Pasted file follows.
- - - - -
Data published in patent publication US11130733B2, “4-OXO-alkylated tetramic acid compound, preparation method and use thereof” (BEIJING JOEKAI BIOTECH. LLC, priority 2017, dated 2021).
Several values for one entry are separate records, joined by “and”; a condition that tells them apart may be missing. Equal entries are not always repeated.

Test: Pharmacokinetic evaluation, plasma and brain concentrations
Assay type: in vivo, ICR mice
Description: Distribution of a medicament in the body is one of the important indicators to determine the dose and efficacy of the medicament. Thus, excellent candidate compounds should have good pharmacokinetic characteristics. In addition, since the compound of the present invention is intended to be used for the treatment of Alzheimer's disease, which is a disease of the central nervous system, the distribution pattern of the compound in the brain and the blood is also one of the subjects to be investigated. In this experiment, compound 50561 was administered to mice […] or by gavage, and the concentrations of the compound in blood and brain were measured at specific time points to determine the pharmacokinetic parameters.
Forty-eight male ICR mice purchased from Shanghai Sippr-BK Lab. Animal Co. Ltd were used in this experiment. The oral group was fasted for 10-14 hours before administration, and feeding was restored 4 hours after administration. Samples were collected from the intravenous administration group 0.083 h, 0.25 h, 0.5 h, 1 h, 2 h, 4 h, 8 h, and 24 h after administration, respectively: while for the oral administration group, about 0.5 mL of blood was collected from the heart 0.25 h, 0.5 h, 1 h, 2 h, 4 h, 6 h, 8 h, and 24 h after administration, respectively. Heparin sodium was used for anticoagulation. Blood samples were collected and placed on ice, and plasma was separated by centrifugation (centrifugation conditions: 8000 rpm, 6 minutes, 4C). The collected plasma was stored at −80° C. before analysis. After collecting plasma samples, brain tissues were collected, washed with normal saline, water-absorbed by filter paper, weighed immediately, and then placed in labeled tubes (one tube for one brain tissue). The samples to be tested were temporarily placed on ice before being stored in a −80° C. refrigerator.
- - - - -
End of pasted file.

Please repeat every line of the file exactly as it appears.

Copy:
Data published in patent publication US11130733B2, “4-OXO-alkylated tetramic acid compound, preparation method and use thereof” (BEIJING JOEKAI BIOTECH. LLC, priority 2017, dated 2021).
Several values for one entry are separate records, joined by “and”; a condition that tells them apart may be missing. Equal entries are not always repeated.

Test: Pharmacokinetic evaluation, plasma and brain concentrations
Assay type: in vivo, ICR mice
Description: Distribution of a medicament in the body is one of the important indicators to determine the dose and efficacy of the medicament. Thus, excellent candidate compounds should have good pharmacokinetic characteristics. In addition, since the compound of the present invention is intended to be used for the treatment of Alzheimer's disease, which is a disease of the central nervous system, the distribution pattern of the compound in the brain and the blood is also one of the subjects to be investigated. In this experiment, compound 50561 was administered to mice […] or by gavage, and the concentrations of the compound in blood and brain were measured at specific time points to determine the pharmacokinetic parameters.
Forty-eight male ICR mice purchased from Shanghai Sippr-BK Lab. Animal Co. Ltd were used in this experiment. The oral group was fasted for 10-14 hours before administration, and feeding was restored 4 hours after administration. Samples were collected from the intravenous administration group 0.083 h, 0.25 h, 0.5 h, 1 h, 2 h, 4 h, 8 h, and 24 h after administration, respectively: while for the oral administration group, about 0.5 mL of blood was collected from the heart 0.25 h, 0.5 h, 1 h, 2 h, 4 h, 6 h, 8 h, and 24 h after administration, respectively. Heparin sodium was used for anticoagulation. Blood samples were collected and placed on ice, and plasma was separated by centrifugation (centrifugation conditions: 8000 rpm, 6 minutes, 4C). The collected plasma was stored at −80° C. before analysis. After collecting plasma samples, brain tissues were collected, washed with normal saline, water-absorbed by filter paper, weighed immediately, and then placed in labeled tubes (one tube for one brain tissue). The samples to be tested were temporarily placed on ice before being stored in a −80° C. refrigerator.